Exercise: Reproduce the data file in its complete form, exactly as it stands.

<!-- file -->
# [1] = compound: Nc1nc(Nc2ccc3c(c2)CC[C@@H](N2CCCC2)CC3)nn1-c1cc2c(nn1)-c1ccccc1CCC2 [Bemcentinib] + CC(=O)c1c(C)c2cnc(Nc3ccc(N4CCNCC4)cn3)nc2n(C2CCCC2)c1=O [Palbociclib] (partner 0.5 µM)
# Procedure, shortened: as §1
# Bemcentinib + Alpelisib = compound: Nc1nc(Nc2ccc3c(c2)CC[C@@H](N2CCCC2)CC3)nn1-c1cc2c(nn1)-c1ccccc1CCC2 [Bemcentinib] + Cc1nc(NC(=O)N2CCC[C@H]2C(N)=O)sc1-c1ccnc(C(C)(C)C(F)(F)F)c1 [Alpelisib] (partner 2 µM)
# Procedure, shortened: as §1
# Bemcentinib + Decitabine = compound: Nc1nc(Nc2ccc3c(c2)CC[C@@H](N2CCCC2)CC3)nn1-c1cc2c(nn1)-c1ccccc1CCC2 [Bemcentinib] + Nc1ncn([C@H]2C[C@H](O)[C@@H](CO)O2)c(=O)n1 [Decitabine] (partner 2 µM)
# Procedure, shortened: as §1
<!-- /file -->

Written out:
# [1] = compound: Nc1nc(Nc2ccc3c(c2)CC[C@@H](N2CCCC2)CC3)nn1-c1cc2c(nn1)-c1ccccc1CCC2 [Bemcentinib] + CC(=O)c1c(C)c2cnc(Nc3ccc(N4CCNCC4)cn3)nc2n(C2CCCC2)c1=O [Palbociclib] (partner 0.5 µM)
# Procedure, shortened: as §1
# Bemcentinib + Alpelisib = compound: Nc1nc(Nc2ccc3c(c2)CC[C@@H](N2CCCC2)CC3)nn1-c1cc2c(nn1)-c1ccccc1CCC2 [Bemcentinib] + Cc1nc(NC(=O)N2CCC[C@H]2C(N)=O)sc1-c1ccnc(C(C)(C)C(F)(F)F)c1 [Alpelisib] (partner 2 µM)
# Procedure, shortened: as §1
# Bemcentinib + Decitabine = compound: Nc1nc(Nc2ccc3c(c2)CC[C@@H](N2CCCC2)CC3)nn1-c1cc2c(nn1)-c1ccccc1CCC2 [Bemcentinib] + Nc1ncn([C@H]2C[C@H](O)[C@@H](CO)O2)c(=O)n1 [Decitabine] (partner 2 µM)
# Procedure, shortened: as §1